Evaluation of the AVHRR DeepBlue aerosol optical depth dataset over mainland China.
AffiliationUniversity of Derby
Chinese Academy of Sciences
Chinese Academy of Meteorological Sciences
University of Chinese Academy of Sciences
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AbstractAdvanced Very High Resolution Radiometer (AVHRR) on-board NOAA series satellites have been used to observe the Earth’s surface and clouds for almost 40 years. Limited by bands and problematic instrument calibration, aerosol studies using AVHRR data have focused on retrieving data over the ocean. However, continuous developments have made it possible to retrieve aerosol over land as well. The newly developed AVHRR Deep Blue (DB) technique has been applied to process global aerosol datasets over both land and the ocean during 1989–1990, 1995–1999 and 2006–2011. This paper aims to evaluate, in detail, the performance of the AVHRR DB aerosol optical depth (AOD) dataset over mainland China by comparison with both ground-based data and satellite aerosol products. The ground-based validation results show that DB AOD is close to ground-based AOD when AOD is moderate during winter, while DB underestimates AOD when AOD increases over 1.0 during summer over vegetated surfaces. AVHRR DB underestimates dry, urban and transitional surfaces in Western China due to the high uncertainty in low retrievals over bright surfaces. Cross-comparison with the Moderate-resolution imaging spectrometer (MODIS) DB aerosol dataset shows that the disadvantages of the single longer visible channel are greatly increased over bright surfaces. Together with problematic instrument calibration, the differences between the two datasets over most of mainland China are significant. Meanwhile, the differences show strong seasonal variation characteristics.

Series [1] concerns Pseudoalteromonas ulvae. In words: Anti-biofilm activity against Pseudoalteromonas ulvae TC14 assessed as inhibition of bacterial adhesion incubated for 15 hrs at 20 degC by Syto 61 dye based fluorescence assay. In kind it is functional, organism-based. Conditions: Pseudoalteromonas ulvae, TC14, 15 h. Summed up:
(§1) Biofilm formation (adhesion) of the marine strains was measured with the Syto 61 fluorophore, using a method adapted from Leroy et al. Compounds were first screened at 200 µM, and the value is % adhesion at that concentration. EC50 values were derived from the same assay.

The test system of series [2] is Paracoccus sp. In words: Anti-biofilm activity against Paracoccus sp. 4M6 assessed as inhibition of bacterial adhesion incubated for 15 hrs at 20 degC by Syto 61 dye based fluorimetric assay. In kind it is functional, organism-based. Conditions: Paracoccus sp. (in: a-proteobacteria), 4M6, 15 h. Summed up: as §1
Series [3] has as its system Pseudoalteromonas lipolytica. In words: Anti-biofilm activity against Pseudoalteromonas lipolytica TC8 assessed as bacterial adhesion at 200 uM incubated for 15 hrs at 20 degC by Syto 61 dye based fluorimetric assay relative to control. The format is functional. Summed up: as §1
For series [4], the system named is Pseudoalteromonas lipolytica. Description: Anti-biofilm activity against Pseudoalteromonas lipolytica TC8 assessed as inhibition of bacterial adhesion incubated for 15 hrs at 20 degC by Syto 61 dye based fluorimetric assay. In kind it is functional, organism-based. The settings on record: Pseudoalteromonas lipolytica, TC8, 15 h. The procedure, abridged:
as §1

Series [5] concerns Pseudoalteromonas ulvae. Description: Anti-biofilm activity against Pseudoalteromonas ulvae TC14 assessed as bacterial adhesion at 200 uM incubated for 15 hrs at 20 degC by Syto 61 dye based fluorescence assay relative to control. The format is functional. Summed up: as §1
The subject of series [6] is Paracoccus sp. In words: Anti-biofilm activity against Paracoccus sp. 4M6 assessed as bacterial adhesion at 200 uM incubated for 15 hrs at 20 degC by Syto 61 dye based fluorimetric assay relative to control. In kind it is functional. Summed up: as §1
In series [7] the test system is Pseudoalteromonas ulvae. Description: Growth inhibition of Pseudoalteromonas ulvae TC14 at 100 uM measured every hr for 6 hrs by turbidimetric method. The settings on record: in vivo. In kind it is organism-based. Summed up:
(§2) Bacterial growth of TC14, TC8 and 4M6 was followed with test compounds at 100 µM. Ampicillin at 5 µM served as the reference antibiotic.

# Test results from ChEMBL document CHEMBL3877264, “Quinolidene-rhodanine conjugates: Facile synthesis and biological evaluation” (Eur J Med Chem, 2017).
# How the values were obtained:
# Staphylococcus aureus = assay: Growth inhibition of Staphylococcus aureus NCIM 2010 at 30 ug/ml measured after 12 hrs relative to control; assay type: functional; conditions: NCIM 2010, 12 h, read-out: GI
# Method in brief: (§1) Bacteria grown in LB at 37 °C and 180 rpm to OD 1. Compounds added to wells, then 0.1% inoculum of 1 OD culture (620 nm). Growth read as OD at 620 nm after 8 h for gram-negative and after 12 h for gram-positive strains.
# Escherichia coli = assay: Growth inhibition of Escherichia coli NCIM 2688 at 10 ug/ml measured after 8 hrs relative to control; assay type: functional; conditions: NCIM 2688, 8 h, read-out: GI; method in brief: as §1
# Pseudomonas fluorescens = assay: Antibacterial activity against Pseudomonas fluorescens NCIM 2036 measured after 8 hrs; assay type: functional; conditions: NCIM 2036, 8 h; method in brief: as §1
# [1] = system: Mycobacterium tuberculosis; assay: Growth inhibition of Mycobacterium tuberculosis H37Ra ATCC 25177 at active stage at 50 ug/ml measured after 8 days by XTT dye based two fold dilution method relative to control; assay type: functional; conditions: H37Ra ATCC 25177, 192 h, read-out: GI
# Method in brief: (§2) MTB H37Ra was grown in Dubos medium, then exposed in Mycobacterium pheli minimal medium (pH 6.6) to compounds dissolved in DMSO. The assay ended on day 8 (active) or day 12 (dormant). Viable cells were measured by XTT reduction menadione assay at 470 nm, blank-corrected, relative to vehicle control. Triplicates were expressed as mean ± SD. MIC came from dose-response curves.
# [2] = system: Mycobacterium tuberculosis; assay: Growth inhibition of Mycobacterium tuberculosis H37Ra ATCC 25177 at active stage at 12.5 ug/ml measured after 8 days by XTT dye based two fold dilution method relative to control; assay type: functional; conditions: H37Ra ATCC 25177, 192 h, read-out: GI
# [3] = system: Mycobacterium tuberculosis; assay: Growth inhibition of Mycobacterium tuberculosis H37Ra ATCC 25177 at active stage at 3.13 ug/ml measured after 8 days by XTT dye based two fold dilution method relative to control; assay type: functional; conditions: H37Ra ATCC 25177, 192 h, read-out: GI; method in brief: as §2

CitationChe, Y. et al. (2018) ‘Evaluation of the AVHRR DeepBlue aerosol optical depth dataset over mainland China’, ISPRS Journal of Photogrammetry and Remote Sensing, 146, pp.74-90. DOI: 10.1016/j.isprsjprs.2018.09.004
JournalISPRS Journal of Photogrammetry and Remote Sensing